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Applied Magnetic Resonance

, Volume 50, Issue 4, pp 589–597 | Cite as

1H and 93Nb Solid-State NMR and IR Study of Acidity of Nanodisperse Nb2O5·nH2O

  • I. V. YakovlevEmail author
  • E. Papulovskiy
  • E. A. Paukshtis
  • V. M. Bondareva
  • A. V. Toktarev
  • V. I. Zaikovskii
  • O. B. Lapina
Original Paper
  • 56 Downloads

Abstract

Niobium oxide hydrate is a promising material for various heterogeneous catalytic processes due to its strong acidity and stability in aqueous medium. While different synthesis conditions may lead to various particle morphologies, the effect of morphology of Nb2O5·nH2O particles on their acidic properties is not fully understood yet. In this paper, we have successfully synthesized and characterized nanodisperse niobium oxide hydrate. Using infrared (IR) spectroscopy, we demonstrated that the sample exhibits strong Brønsted acidity close in strength to sulfuric acid. Furthermore, solid-state nuclear magnetic resonance (NMR) spectroscopy in combination with ab initio calculations gave additional insight into the nature of strong acidic sites and proved to be a useful tool for identification of acidic sites in Nb2O5·nH2O systems. Thus, we have shown that it is not necessary to follow difficult high-temperature solid-state processes or processes with ammonia, which often contaminates the material, to synthesize highly acidic nanodisperse Nb2O5·nH2O.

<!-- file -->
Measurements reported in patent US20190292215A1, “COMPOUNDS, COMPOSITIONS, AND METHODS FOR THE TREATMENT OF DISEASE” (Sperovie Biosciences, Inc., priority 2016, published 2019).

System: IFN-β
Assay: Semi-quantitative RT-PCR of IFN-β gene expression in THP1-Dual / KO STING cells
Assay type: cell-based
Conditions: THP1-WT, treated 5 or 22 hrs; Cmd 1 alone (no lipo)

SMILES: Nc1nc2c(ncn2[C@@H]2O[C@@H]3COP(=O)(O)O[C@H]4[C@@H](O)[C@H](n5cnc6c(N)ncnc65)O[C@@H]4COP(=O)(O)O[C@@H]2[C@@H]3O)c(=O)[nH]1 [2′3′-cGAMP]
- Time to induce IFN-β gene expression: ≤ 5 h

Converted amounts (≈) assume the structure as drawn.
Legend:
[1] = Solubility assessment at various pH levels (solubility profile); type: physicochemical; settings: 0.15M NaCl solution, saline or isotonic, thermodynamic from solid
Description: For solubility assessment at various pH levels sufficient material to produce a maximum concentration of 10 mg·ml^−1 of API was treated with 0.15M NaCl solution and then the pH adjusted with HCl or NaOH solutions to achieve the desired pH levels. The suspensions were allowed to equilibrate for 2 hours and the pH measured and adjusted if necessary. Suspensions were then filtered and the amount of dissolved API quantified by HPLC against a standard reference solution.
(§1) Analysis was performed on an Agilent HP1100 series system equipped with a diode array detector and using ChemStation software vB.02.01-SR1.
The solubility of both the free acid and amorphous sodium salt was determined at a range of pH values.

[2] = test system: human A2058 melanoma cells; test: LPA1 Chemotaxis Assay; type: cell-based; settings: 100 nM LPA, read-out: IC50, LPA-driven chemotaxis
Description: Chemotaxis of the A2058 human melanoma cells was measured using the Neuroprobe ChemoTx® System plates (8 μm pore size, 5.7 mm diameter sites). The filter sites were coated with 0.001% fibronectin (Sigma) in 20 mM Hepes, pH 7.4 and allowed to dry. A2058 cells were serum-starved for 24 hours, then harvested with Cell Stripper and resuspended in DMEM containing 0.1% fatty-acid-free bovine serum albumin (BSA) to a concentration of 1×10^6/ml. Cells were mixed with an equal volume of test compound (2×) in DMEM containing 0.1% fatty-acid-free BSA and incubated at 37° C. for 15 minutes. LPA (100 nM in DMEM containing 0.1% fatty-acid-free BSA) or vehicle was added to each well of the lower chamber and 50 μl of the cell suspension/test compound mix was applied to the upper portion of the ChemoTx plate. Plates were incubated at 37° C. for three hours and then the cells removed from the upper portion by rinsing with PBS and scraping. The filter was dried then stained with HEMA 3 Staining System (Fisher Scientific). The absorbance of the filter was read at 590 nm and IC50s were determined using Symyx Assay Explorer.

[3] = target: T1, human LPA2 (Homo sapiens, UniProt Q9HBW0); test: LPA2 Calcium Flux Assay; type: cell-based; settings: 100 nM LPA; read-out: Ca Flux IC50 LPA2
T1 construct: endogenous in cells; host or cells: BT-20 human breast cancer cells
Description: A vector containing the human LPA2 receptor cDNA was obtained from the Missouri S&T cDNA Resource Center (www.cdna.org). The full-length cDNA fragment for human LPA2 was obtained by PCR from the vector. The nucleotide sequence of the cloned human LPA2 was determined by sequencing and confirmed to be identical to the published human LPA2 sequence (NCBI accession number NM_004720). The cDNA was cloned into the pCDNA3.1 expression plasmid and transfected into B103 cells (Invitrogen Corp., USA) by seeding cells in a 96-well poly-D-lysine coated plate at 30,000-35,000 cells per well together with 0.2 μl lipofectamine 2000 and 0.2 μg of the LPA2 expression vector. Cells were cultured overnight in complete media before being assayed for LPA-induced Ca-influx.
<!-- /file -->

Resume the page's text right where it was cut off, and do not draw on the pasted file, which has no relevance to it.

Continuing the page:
Notes

Acknowledgements

This work was conducted within the framework of the budget project for Boreskov Institute of Catalysis. The authors also acknowledge the financial support from Russian Foundation for Basic Research (RFBR, project № 17-03-00531). The Siberian Branch of the Russian Academy of Sciences (SB RAS) Siberian Supercomputer Center is gratefully acknowledged for providing supercomputer facilities. We also would like to thank Dr. D. F. Khabibulin for the help with 93Nb NMR, Dr. A. N. Salanov for the SEM micrographs and T. Ya. Efimenko for the nitrogen adsorption experiments.

Supplementary material

723_2019_1118_MOESM1_ESM.pdf (1.3 mb)
Supplementary material 1 (PDF 1303 kb)

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Copyright information

© Springer-Verlag GmbH Austria, part of Springer Nature 2019

Authors and Affiliations

  1. 1.Boreskov Institute of Catalysis SB RASNovosibirskRussia
  2. 2.Novosibirsk State UniversityNovosibirskRussia

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